Here’s Jane Kataria in conversation with Nikolai Gordiychuk, who is currently a researcher at the University of Hamburg (Germany). Nikolai is a translator of classical Tamil literature into Russian, including such works as Nālatiyār and Kalinkattupparani, as well as fragments of Tēvāram, Tiruvācakam, Tirumantiram and selected works of Tamil Cittar.
When did you first come to know about the Tamil language? Most people outside India have never heard about it, let alone seeking to learn it.
When I was at school, we had an absolutely fantastic Latin teacher. At that moment, I knew nothing about Tamil, but the mere idea that some people devote their entire lives to the study of ancient poetry struck me very deeply. I was lucky to enjoy reading and interpreting ancient literature early on, and to appreciate and love it without feeling bored. It seemed amazing to me. However, my dream was to engage in something similar to Classical philology, but in a less explored area.
Besides, I had a bright impression of India since my mother travelled there when I was a small child and brought me some nice presents such as a small statue of Lord Ganesha and some sweets. So, when I was a teenager, my plan was to enter the College of Asian and African Studies at the Moscow State University, to learn Sanskrit and Hinduism, and then to study Classical Sanskrit poetry. This was quite a rare dream for a teenager, but I was a typical lotus eater, without much practical concern for how I would earn money in the future.
However, there was no Sanskrit department at Moscow University. If you want to be trained as an Indologist, you must learn one of the modern Indian languages, usually Hindi, Urdu, Bengali, or Tamil, and then take Sanskrit as an optional course. In the year of my admission, it was Tamil. That was the great luck for me because the course was taught by a prominent Russian scholar, professor and PhD Alexander Dubiansky (1941-2020). Meeting him was a life-changing experience for me. So, I have been studying Tamil since I was 16 years old, when I entered Moscow State University in 1999.
I have tried learning Tamil, and I find it quite difficult. Do you agree? Or is it easy?
The difficulty of language learning is always a matter of the distance between your native language and the language you are learning. For a Russian, it would be much easier to learn another Slavic language, of course. Similarly, Tamil is probably not too complicated for a speaker of Malayalam or Telugu but it is quite a complex language for European languages speakers. One essential difficulty for foreigners is that Tamil is a diglossic language, and you must learn spoken and literary varieties separately. The spoken variety has lots of dialects, which are sometimes difficult even for native speakers to fully understand.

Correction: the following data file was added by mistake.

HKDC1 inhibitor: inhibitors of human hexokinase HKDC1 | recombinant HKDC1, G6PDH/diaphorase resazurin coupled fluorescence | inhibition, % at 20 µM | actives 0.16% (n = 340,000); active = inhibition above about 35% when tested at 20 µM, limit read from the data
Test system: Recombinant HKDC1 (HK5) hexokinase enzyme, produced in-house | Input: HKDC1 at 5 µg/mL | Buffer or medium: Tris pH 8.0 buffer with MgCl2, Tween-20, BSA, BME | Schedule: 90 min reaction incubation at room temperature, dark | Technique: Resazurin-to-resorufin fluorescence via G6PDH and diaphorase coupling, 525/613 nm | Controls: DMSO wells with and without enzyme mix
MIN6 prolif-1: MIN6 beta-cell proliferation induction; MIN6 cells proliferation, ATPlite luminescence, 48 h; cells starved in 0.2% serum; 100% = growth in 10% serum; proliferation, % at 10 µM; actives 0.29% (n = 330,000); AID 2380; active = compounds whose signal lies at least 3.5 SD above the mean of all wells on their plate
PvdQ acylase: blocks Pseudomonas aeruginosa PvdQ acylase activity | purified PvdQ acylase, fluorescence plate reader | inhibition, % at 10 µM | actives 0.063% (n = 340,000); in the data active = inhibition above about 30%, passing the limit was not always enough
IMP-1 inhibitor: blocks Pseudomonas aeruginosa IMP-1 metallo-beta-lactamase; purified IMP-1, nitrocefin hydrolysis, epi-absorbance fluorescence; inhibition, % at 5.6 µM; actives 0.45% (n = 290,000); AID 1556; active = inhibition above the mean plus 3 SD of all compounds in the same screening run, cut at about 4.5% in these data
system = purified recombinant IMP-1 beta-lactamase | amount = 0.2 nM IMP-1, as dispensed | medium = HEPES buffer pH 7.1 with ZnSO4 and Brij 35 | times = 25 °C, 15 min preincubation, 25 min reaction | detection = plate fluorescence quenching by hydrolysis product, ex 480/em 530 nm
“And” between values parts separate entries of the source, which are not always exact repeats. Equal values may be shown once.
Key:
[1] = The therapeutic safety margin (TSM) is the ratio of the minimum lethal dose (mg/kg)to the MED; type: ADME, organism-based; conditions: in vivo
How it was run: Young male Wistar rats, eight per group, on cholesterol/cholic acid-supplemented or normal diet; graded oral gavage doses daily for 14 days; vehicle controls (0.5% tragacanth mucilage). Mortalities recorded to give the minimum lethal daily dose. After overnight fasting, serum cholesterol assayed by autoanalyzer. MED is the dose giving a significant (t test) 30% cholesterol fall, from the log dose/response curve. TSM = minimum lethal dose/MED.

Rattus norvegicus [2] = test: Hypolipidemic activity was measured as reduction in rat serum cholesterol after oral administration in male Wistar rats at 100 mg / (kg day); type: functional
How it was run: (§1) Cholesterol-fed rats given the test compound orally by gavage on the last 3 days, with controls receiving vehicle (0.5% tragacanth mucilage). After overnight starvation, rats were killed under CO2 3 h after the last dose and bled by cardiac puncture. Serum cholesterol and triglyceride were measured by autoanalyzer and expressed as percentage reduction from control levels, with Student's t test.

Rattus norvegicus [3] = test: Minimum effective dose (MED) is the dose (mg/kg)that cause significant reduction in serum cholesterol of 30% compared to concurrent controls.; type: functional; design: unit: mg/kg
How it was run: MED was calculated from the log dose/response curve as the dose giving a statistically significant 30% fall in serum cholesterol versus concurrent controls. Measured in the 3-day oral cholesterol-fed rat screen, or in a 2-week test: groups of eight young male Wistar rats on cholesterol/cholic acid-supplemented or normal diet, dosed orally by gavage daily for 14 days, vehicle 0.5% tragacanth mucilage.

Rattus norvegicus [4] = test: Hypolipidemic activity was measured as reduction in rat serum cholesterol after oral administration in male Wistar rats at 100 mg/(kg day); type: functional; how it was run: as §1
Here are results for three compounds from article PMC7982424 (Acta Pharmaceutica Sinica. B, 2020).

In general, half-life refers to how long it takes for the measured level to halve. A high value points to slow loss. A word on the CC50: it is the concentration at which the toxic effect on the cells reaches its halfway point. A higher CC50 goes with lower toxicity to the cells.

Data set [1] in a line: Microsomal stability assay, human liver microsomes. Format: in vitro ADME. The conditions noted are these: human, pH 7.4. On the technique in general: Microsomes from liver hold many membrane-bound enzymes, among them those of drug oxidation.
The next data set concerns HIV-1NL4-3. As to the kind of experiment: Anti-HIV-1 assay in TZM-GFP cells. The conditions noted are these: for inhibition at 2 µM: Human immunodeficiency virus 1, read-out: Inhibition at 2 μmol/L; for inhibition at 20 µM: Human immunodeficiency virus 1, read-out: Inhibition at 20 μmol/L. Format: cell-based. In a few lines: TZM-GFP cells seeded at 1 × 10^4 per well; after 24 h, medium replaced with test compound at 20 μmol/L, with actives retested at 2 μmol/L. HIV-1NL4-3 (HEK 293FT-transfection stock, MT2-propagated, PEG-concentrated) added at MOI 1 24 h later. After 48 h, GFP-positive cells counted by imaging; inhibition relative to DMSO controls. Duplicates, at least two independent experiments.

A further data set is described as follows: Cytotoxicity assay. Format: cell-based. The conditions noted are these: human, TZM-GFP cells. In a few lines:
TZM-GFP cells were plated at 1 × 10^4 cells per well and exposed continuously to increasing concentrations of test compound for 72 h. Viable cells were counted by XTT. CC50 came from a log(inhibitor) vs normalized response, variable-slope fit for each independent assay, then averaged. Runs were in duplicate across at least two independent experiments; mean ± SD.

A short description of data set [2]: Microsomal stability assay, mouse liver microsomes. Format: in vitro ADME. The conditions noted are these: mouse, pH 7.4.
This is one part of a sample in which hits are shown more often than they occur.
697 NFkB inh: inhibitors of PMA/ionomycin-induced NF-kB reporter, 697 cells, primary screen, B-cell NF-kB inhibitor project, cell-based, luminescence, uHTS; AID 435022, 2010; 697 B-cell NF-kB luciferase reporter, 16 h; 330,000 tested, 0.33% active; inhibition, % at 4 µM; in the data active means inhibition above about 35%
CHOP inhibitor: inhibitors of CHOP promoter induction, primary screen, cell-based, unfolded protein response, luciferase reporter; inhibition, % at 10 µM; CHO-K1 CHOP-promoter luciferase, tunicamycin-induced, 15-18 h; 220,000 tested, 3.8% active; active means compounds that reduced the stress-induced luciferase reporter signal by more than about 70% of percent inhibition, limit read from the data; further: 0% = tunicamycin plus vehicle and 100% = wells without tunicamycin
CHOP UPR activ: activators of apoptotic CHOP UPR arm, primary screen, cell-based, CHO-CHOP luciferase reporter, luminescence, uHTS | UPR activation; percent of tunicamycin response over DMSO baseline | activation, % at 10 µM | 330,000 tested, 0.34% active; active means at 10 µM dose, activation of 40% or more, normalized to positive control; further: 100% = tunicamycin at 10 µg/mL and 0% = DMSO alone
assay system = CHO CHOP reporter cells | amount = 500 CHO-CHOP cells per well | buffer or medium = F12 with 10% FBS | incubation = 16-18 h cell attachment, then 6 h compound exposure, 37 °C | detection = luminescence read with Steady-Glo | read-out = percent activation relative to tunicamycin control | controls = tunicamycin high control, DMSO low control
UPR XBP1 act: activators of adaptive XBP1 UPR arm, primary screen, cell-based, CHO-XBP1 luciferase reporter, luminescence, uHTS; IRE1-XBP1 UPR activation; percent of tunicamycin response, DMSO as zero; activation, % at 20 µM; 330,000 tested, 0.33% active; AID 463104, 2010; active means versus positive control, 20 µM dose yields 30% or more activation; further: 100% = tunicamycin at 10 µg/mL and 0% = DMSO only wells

How long did it take you to learn reading and writing? And speaking?
When you learn Tamil as a foreigner, you must learn at least three quite different languages: Literary, Spoken, and Classical. The university course usually begins with Modern Literary Tamil, which makes sense, in my opinion. We had quite a lot of hours dedicated to it, so when I came to India for the first time during my second year at the University, I could read and write well enough and also speak to people in Literary Tamil. I think most of them even understood me quite well, though I admit it sounded odd (smiles) But I absolutely had no idea what people said to me because I had no knowledge of Spoken Tamil by that point. Spoken Tamil came a little bit later, but frankly speaking, it is a difficult language! It is so diverse, with so many dialects and sociolects, and many native speakers speak it so fast that often I’m quite at a loss.
When was your first visit to Tamil Nadu? Was it different from your expectations?
When you go to India for the first time, there is always a culture shock. I remember being unable to cross the road in Chennai because the traffic seemed too chaotic for me. The locals were crossing the road easily, but I couldn’t, it was scary. Then my colleague taught me: “Look how cows are crossing the road and imagine you are a cow. Just do what cows do – close your eyes and go, nothing bad will happen to you!” I mean, there are stereotypes about different countries. For example, there is a stereotype that you can run into a bear in the street of Russia, and this is a fable. And I thought it was also a fable that one could come across a cow on the street in India, but this turned out to be true! It was quite a mind-blowing experience for a 17-year-old – so many colors, so many sounds, and such spicy food!
In India, especially more than 20 years ago but nowadays as well, you often have a shocking encounter with bare life: people living in extreme poverty, beggars, and cripples in the streets, fortunetellers, holy people, homeless people, and pickpockets around tourist destinations – this was my first impression, and it made me fall in love with the country. India doesn’t try to look like a fancy showroom or conceal some disturbing things. Instead, it responds to your inner intentions and somehow reflects your inner thoughts.
How often do you visit Chennai?
I have visited Chennai and other cities of Tamil Nadu numerous times for different cultural events, philology symposiums, Tamil literature summits. Currently I am living and working in Hamburg Germany, preparing Tamil language dictionary Indologist, professor of the Tamil language, teaching Tamil seminars at the Institute of Classical Oriental and Antiquities of the Higher School of Economics. I graduated from Moscow State University with a degree in Indian Philology and postgraduate studies at the Russian Anthropological School at the Russian State Humanitarian University. I had an internship at the École française d’Extrême-Orient (Pondicherry, India).